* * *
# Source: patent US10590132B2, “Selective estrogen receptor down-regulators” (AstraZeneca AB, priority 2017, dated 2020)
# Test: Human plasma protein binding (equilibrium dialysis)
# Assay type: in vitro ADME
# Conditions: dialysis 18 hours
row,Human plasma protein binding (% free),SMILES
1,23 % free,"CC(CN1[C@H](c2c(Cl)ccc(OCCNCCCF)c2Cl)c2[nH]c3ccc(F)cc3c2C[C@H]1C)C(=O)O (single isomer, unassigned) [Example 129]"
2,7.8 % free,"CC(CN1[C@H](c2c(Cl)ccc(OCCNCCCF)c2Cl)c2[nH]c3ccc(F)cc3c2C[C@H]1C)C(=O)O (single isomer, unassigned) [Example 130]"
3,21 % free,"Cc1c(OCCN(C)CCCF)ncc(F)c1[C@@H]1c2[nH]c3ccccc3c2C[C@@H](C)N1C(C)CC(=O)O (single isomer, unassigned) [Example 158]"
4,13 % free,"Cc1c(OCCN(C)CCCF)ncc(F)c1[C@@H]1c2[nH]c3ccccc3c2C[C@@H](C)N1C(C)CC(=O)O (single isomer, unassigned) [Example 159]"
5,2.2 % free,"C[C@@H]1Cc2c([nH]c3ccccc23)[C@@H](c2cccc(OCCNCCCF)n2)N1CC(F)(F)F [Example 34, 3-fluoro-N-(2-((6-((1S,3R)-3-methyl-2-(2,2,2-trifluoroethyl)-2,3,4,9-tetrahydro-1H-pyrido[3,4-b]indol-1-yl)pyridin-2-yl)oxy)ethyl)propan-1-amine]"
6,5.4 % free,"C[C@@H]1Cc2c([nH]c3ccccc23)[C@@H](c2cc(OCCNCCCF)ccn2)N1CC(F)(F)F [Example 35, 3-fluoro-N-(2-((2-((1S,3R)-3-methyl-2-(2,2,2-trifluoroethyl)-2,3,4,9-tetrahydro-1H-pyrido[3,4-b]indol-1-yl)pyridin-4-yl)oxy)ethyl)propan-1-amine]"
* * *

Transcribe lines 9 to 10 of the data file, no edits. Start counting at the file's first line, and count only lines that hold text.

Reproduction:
4,13 % free,"Cc1c(OCCN(C)CCCF)ncc(F)c1[C@@H]1c2[nH]c3ccccc3c2C[C@@H](C)N1C(C)CC(=O)O (single isomer, unassigned) [Example 159]"
5,2.2 % free,"C[C@@H]1Cc2c([nH]c3ccccc23)[C@@H](c2cccc(OCCNCCCF)n2)N1CC(F)(F)F [Example 34, 3-fluoro-N-(2-((6-((1S,3R)-3-methyl-2-(2,2,2-trifluoroethyl)-2,3,4,9-tetrahydro-1H-pyrido[3,4-b]indol-1-yl)pyridin-2-yl)oxy)ethyl)propan-1-amine]"